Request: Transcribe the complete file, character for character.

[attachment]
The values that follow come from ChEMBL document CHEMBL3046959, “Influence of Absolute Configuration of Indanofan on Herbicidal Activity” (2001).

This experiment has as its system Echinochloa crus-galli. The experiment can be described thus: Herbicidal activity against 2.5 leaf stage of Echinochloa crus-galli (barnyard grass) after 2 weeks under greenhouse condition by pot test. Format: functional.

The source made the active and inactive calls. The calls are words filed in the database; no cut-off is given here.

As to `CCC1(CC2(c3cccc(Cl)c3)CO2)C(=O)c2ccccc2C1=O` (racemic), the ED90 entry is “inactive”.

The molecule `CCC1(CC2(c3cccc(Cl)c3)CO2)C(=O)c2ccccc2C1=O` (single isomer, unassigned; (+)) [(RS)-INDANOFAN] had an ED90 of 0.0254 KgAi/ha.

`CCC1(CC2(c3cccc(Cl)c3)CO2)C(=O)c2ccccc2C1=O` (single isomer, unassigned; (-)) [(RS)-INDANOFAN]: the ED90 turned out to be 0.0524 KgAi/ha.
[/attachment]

The values that follow come from ChEMBL document CHEMBL3046959, “Influence of Absolute Configuration of Indanofan on Herbicidal Activity” (2001).

This experiment has as its system Echinochloa crus-galli. The experiment can be described thus: Herbicidal activity against 2.5 leaf stage of Echinochloa crus-galli (barnyard grass) after 2 weeks under greenhouse condition by pot test. Format: functional.

The source made the active and inactive calls. The calls are words filed in the database; no cut-off is given here.

As to `CCC1(CC2(c3cccc(Cl)c3)CO2)C(=O)c2ccccc2C1=O` (racemic), the ED90 entry is “inactive”.

The molecule `CCC1(CC2(c3cccc(Cl)c3)CO2)C(=O)c2ccccc2C1=O` (single isomer, unassigned; (+)) [(RS)-INDANOFAN] had an ED90 of 0.0254 KgAi/ha.

`CCC1(CC2(c3cccc(Cl)c3)CO2)C(=O)c2ccccc2C1=O` (single isomer, unassigned; (-)) [(RS)-INDANOFAN]: the ED90 turned out to be 0.0524 KgAi/ha.